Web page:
The Simple Lifestyle

Henry David Thoreau’s timeless tome Walden speaks to us today at least as much it did to the readers of Thoreau’s time. While some of its language could understandably use an update the book’s principles are as timely as ever. In fact, author Robert Sullivan writes in The Thoreau You Don’t Know that Thoreau’s message was written during a time very similar to our own.

“It’s important to think about the economic climate. As the country reeled from market forces, as the gap between rich and poor widened, as people strained to make a living and saw their social and family life begin to change as a result, Thoreau was about to give a very practical answer to the question that Emerson asked, the question that was not just on the mind of philosophers past and present but on the mind of the country: ‘How shall I live?’”

For readers past and present Thoreau answered the question himself in Walden. “My purpose in going to Walden Pond was not to live cheaply nor to live dearly there, but to transact some private business with the fewest obstacles…I went to the woods because I wished to live deliberately, to front only the essential facts of life, and see if I could not learn what it had to teach, and not, when I came to die, discover that I had not lived.”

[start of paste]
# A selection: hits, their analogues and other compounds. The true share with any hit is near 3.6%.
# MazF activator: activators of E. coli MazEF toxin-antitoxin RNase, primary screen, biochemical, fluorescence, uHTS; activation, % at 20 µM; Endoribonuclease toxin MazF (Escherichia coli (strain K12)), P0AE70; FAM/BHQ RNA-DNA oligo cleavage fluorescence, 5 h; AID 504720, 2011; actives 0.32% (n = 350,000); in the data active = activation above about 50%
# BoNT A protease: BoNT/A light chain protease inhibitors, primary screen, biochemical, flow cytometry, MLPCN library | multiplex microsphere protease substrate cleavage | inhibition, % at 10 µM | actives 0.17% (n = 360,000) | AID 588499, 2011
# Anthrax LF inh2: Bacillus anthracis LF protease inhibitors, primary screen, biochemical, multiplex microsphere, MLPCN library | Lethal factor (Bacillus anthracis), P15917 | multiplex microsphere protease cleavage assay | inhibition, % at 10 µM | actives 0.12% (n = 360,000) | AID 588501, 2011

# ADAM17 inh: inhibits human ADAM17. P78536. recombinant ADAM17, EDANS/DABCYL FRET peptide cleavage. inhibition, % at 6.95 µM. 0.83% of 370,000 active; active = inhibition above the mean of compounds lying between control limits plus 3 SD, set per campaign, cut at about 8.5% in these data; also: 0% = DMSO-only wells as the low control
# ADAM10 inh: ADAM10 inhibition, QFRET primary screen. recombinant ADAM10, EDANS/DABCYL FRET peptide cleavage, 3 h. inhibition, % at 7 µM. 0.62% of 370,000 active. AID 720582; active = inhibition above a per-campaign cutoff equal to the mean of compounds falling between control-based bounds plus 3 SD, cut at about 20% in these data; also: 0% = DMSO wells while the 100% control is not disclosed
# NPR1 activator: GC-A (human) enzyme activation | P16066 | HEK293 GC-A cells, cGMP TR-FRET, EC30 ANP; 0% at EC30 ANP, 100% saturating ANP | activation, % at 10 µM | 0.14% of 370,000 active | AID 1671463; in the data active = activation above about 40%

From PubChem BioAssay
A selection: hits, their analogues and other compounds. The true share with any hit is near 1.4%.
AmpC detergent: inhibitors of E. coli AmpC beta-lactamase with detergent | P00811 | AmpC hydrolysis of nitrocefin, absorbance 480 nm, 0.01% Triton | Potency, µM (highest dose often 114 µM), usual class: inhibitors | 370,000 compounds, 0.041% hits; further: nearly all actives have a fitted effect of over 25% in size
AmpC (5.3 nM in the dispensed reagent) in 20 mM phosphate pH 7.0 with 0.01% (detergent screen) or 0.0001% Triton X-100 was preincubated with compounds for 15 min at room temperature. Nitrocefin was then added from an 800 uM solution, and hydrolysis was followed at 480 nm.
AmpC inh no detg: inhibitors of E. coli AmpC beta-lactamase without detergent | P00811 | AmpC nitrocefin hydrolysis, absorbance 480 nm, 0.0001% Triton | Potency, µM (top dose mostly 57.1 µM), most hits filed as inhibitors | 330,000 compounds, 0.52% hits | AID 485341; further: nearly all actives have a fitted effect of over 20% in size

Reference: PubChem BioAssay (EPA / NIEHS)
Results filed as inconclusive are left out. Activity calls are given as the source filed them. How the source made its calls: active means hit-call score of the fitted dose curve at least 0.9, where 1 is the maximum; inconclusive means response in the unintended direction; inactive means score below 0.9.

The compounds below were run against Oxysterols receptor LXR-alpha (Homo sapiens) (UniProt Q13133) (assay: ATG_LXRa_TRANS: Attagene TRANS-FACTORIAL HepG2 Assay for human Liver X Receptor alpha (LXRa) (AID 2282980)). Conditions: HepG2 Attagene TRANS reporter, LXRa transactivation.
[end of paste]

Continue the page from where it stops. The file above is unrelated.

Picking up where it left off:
Elsewhere Thoreau wrote of “sucking the marrow out of life” rather than having the life sucked out of him…or living a life that sucks! But he was quick to state he wasn’t necessarily suggesting that others copy his lifestyle by retreating to the woods as he had. Rather it was an overall philosophy of simple living that he espoused and encouraged others to emulate.

As Sullivan reminds us: “Walden takes the long way around on purpose, making it in itself representative of Thoreau’s life. With the book, he was not suggesting everyone live as he did at the pond, or as he ever did at Concord: ‘I would not have any one adopt MY mode of living on any account.’” As with so much of life, simplicity is as much caught as taught. And what Thoreau was trying to communicate was the need for all of us to consider simplifying our lives, whatever that looks like for each of us.